Now it seems that it is all about selling, out and fast : « see now, buy now… » Efficient, but empty.
It seems that it is all about putting on a paced show that will not move too fast in order to be photographed and Instagramed well. Make sure to make the video of the finale, where the models now all walk at the same speed and on the same straight line from show to show (they really ARE an army !!). If you have a blur at the end of the day (or a couple of drinks) and look back at the videos, mostly you won’t be able to tell which is which…
It seems it is all about praising the advertisers instead of speaking one’s mind aloud, in fear of losing the brand’s money into your magazine’s advertising (and the 3 granted Bs : champaign Bubbles, Bags, Business class)… Now when a show is crap it is « well-done », and when it is great, well it is « to die for » (having told the truth this time ?… )
Of course I am painting the dark side of the picture here. And of course there are some exceptions to the global marketing rule. But it is fair to say that despite the efforts of a few white knights, fashion is in serious danger of a snap creative death. The fast-forward way the industry has taken is certainly not going to slow the process down…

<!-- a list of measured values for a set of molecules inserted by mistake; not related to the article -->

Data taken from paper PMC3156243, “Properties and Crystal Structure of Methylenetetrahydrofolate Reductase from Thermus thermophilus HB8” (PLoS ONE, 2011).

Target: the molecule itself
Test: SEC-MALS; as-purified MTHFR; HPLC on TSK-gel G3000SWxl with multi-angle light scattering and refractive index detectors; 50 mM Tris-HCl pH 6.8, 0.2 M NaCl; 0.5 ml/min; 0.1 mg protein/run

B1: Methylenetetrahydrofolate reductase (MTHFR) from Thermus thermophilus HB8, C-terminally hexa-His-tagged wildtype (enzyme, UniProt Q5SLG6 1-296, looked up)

Unless we manage to inject some meaning into fashion again.
The worldwide context is urging us to take a stand, not a seat. On the contrary to what some brands keep on pretending, the ecologic Utopia has already sailed away : who can be sustainable while still pursuing mass production ? Fashion can be drawn to be responsible, but will NEVER be sustainable. Hard but real.
So let’s make the ideas pop as strongly as the champaign bottles. Let’s make statements ring as loud as the show’s soundtrack, in a way that people will actually LOOK at the clothes and LISTEN to what they actually have to say. So that after the show people REMEMBER it for more than a second, because it stood out for someting else than just clothes and pictures.
Fortunately, there has been some moves in the industry lately. Business of Fashion’s editor-in-chief Imran Amed has urged fashion to react against the excluding measures taken all over the world, and lately in the U.S, pointing out that the fashion industry had kept quiet while other influential creative fields (namely the tech industry) were the first to openly protest against these measures.